The injunction that is holding up the start of the New DACA and the DAPA was not lifted at the appeals court hearing on 17 April. The Appeals Court had three judges, all of them conservative Republicans.
The hearing on 17 April was brief, only an hour, and no final decision was reached. Thus, the injunction remains in place until further notice. The DAPA program can not start now and the new DACA is also still on hold.
New DACA applicants who qualify for the original 2012 DACA can still apply. The main DACA rules issued in 2012 are that you
- Were under the age of 31 as of June 15, 2012;
- Came to the United States before reaching your 16th birthday;
- Have continuously resided in the United States since June 15, 2007, up to the present time;
- Were physically present in the United States on June 15, 2012, and at the time of making your request for consideration of deferred action with USCIS;
- Entered without inspection before June 15, 2012, or your lawful immigration status expired as of June 15, 2012.
Last week, Judge Hanen reaffirmed his preliminary injunction from February. The one positive note for illegal immigrants is that Judge Hanen did not stop the administration's policy of focusing deportation proceedings on those who have committed crimes. This means that actual deportation risk is low for immigrants with deep connections to the US. In fact, the administration has halved the number of deportations in the past five months.
Meanwhile, for millions of undocumented immigrants who were expecting an expanded DACA and a new DAPA, the wait will continue. The 5th Circuit is due to hear a full appeal later this year, and it is still possible that the case may need to go to the Supreme Court for a final decision.
We will discuss four major visa categories, starting with Non-Immigrant visas. There are several types of non-immigrant visas, the most common ones being the
B-1/B-2 Visas which are available to Short-term visitors for pleasure or business.
All of the non-immigrant visas require the applicant to demonstrate strong family and financial ties to the home country. Many consular officers rely on the visa application and a brief chat with the applicant to decide if they will issue the visa. They do not place much weight on documents that the applicant brings to the visa interview.
The US Consulate may authorize a stay of up to six months, though on arrival in the US it will be up to the CBP officer to determine the exact amount of time authorized. B1/2 visa holders are not allowed to work in the US. Medical tourists should be prepared to provide documentation of medical diagnosis from a local physician as well as an explanation of why the applicant needs treatment in the US, a letter from the US physician or medical facility expressing a willingness to treat the ailment, and documentation showing the applicant has the financial ability to cover the costs.
H-1B Visas are available to people with at least a bachelor’s degree who are coming to work in “specialty occupations” such as science and technology. There is an annual limit of 65,000 H1-B visas and every year there are well over 100,000 applicants for these visas. CIS chooses the applications to be processed by a random computer process. Applications that are not chosen are returned, along with the filing fee.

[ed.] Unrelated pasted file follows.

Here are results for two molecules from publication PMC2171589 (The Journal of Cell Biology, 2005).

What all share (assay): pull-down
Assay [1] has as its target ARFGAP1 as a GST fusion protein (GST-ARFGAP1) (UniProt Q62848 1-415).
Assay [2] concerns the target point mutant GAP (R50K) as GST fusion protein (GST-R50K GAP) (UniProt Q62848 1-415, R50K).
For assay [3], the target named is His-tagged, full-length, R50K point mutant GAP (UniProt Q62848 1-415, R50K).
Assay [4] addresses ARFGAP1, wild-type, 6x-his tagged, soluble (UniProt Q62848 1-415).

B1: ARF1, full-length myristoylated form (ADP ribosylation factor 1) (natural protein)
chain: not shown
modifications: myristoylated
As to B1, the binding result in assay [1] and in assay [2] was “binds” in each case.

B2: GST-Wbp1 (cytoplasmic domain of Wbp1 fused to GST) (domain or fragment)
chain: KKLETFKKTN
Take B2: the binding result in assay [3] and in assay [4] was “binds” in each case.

H1B visas are valid for up to six years. Spouse can work starting in May 2015. USCIS must approve before consulate can issue visa. CIS usually accepts applications the first week of April each year, for employment beginning the following October.
F-1 Visas – for students. Must be enrolled full-time. There is limited on-campus work eligibility; off-campus employment is prohibited employment authorization is granted by the school or the USCIS. Spouses and children of an F1 student are not entitled to work; children can enroll in K-12 education, spouse cannot study unless he or she has a separate student visa.
L Visas – Intra-company Transfers. For managers who are coming to the US after working for at least one year for the overseas office of a company that has offices both in the US and outside the US. Easy to get green card for owners, managers and executives; spouses are allowed to work; USCIS must approve L Visa application before consulate can issue visa.
R Visas – Religious Workers coming to the US to work as a minister or work in a religious vocation or occupation, and who have been a member of the religious denomination for at least two years. Valid for up to five years; convertible to a green card. USCIS approval now required before consulate can issue visa and a site visit by CIS is required.
Q.1. My nephew is in the US on a tourist visa. Can he enroll at a university before he gets approval from CIS to change to an F1 student visa?
A.1. He must wait until CIS approves the change from B2 to F1. If he enrolls before CIS approves, he will not be eligible for a student visa.
Q.2. There is a Buddhist monk here with a Religious Worker visa. He wants to improve his English while in the US. Can he enroll in English language classes?
A.2. His visa is only for religious work and it does not permit formal study of English. He should ask for some language study help from people who visit the temple.
Q.3. When applying for a tourist visa, what is the minimum amount that an applicant must show for his bank account, salary, value of property?
A.3. There is no minimum amount for any of these things. The consular officer will just look at the tourist visa application and ask the applicant some questions. Officers almost never want to see papers that the applicant brings to an interview.
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